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Need a way to manage and resolve competing issues? Use our Issue Tracker spreadsheet template to plan, assign, manage, report, and track the progress of multiple issues. An issue list compiles all open tasks, which are then visualized via kanban, dashboard, and Gantt chart views. Issue types are color-coded and fully customizable to track the most important recurring issue areas. Potential issues could be new features to develop, bugs to be resolved, recurring tasks or user experience overhauls.
So how can you make your own issue tracker in Excel? For an issue tracker that works like Jira, you need to plan out, assign, manage, report, and track the progress of a series of competing issues, whether they be new features, bugs, recurring weekly tasks or user experience overhauls. Issue trackers are vital for any industry, as a recent Gartner survey found eighty-eight percent of boards regard cybersecurity as a business risk rather than solely a technical IT problem. (Source)
Give me a template for a customer complaint excel trackerView answer
A customer complaint tracker in Excel can be created using the following template:
1. Complaint ID: A unique identifier for each complaint.
2. Customer Name: The name of the customer who lodged the complaint.
3. Date Received: The date when the complaint was received.
4. Complaint Details: A brief description of the complaint.
5. Assigned To: The name of the person who is handling the complaint.
6. Status: The current status of the complaint (e.g., Open, In Progress, Closed).
7. Resolution Date: The date when the complaint was resolved.
8. Comments: Any additional notes or comments related to the complaint.
Remember to keep the tracker updated regularly for effective complaint management.
Create an editable excel issue escalation trackerView answer
To create an editable issue escalation tracker in Excel, follow these steps:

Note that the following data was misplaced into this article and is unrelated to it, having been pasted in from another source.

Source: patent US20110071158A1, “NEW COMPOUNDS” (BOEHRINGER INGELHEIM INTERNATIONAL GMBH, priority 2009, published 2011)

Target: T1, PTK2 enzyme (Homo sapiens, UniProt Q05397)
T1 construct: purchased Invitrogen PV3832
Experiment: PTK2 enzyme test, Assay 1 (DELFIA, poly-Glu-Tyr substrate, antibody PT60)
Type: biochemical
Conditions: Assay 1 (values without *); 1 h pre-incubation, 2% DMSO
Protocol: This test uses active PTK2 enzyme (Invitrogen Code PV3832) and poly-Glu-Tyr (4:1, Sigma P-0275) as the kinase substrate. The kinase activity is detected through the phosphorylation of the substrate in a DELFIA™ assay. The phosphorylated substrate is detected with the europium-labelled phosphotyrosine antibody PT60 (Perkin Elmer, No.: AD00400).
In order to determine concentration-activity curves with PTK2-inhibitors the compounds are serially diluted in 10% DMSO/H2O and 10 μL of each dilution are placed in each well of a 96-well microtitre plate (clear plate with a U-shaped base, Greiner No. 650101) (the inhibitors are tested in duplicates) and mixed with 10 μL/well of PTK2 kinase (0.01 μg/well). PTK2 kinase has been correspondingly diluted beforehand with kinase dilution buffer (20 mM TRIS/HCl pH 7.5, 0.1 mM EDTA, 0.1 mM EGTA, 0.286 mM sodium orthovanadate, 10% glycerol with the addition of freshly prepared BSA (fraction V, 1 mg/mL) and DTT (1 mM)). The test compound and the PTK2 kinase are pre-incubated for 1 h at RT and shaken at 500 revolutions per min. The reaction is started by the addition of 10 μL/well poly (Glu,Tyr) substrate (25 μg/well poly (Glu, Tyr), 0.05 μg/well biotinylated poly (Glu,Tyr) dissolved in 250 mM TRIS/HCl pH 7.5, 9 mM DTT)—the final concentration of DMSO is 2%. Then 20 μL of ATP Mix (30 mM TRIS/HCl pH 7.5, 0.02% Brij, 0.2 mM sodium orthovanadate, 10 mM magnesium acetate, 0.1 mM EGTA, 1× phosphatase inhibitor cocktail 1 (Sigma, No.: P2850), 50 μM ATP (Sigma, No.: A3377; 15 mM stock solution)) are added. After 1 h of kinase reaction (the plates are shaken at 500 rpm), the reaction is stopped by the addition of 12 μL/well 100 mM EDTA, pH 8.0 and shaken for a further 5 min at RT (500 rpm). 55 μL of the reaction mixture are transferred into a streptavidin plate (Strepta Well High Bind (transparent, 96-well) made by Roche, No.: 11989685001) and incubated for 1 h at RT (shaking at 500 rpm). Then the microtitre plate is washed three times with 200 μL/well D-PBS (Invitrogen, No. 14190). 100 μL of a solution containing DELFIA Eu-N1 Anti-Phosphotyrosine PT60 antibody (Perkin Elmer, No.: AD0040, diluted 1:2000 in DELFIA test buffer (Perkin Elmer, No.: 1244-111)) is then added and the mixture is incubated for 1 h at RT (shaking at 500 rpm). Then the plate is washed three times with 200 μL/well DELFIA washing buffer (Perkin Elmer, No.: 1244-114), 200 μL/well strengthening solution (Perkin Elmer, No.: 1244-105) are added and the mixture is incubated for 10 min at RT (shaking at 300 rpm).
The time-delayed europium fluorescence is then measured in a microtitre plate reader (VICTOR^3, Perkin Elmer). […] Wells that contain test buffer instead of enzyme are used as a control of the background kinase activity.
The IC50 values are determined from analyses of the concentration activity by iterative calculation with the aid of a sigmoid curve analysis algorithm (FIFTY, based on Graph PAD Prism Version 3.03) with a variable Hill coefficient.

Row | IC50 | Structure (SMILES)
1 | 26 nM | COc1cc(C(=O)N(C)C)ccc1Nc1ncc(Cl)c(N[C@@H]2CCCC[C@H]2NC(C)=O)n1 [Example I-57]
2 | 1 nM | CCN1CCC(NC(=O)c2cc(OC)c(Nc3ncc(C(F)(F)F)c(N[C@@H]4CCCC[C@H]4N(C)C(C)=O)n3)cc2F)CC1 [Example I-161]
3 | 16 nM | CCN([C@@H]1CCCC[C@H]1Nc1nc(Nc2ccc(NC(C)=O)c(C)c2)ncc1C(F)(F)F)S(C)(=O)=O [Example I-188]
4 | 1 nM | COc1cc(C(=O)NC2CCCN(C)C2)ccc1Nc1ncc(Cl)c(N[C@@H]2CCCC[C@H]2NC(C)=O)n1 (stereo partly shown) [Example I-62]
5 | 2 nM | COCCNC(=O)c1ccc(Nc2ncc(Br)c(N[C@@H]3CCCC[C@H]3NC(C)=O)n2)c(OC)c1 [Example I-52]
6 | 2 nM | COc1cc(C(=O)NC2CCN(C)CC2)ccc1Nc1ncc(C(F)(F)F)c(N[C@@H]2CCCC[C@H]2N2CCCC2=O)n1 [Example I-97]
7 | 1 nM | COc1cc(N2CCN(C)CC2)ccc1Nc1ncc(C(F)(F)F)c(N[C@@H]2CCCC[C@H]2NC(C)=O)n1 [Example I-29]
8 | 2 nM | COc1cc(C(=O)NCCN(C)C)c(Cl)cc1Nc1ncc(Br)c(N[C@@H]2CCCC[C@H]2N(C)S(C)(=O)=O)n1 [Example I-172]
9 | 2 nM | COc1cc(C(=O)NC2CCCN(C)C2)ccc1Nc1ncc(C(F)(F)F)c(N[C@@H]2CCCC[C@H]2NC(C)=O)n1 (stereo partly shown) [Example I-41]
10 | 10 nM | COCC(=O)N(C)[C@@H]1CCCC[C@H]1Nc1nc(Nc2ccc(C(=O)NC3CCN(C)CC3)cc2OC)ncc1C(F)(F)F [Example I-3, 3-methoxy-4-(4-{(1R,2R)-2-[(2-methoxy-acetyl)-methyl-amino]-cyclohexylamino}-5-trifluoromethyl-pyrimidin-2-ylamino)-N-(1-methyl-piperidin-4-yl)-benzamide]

1. Open a new Excel spreadsheet.
2. Create columns for each of the following: Issue ID, Issue Description, Date Raised, Raised By, Priority, Status, Assigned To, Resolution Date, and Comments.
3. Issue ID can be a simple numeric identifier. Issue Description should be a brief summary of the issue. Date Raised is the date the issue was identified. Raised By is the person who identified the issue. Priority can be set as High, Medium, or Low. Status can be Open, In Progress, or Closed. Assigned To is the person responsible for resolving the issue. Resolution Date is the date the issue was resolved. Comments can be used for any additional information.
4. You can use Excel's data validation feature to create drop-down lists for the Priority and Status columns. This will ensure consistency in data entry.
5. Use conditional formatting to highlight high priority issues or issues that are overdue.
6. You can also create a pivot table to summarize the data and provide a high-level view of the issue status.
Remember to save your work regularly. This tracker can be shared and edited by your team as needed.
But you don't need fancy issue tracker software to manage your workflows. Below, we're going to show you how you can make your own issue tracker template in Excel or Google Sheets and what components to include to either use with, or replace, an existing issue tracker project management software tool like Jira. To save time, you can also download and customize our Issue Tracker template.
This is an Issue Tracker spreadsheet template we created and is meant to complement whatever issue tracker software system you use. To make ours, we started by making an issue list to track open tickets, then divided that list into a reporter section for whoever opens the ticket and a resolver section for whoever is assigned the ticket. Reporters can either be internal team members or external customers who experience issues. A chart at the top shows resolver availability so managers know whose schedule is the most open to assign new issues. Each ticket also has its own ID key, which can be defined by us, or by the ticketing software we use.